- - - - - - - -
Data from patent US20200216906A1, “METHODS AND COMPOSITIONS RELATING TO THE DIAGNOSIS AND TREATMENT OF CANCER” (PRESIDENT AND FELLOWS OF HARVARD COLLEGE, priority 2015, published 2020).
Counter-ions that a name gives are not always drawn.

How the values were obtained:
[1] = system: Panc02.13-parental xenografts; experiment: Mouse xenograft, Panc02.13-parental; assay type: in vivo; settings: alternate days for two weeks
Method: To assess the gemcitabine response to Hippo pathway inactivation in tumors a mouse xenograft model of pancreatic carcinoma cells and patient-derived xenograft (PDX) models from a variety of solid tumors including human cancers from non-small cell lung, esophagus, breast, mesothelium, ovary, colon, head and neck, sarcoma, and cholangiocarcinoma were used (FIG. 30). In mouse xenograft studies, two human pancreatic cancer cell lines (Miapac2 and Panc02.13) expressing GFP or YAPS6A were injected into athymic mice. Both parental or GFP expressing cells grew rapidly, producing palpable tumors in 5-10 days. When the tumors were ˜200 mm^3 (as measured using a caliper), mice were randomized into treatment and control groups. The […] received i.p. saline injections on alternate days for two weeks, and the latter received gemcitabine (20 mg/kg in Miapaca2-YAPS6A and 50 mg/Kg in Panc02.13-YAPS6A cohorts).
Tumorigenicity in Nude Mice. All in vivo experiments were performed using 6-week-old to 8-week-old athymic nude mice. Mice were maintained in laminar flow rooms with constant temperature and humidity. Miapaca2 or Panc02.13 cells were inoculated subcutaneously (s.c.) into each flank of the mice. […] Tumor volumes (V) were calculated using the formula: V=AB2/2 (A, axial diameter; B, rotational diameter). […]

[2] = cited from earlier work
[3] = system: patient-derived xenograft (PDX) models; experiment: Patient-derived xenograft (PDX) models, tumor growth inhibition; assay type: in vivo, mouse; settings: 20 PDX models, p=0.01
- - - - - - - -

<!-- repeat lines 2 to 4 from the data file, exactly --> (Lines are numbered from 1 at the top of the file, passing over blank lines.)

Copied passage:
Counter-ions that a name gives are not always drawn.

How the values were obtained:
[1] = system: Panc02.13-parental xenografts; experiment: Mouse xenograft, Panc02.13-parental; assay type: in vivo; settings: alternate days for two weeks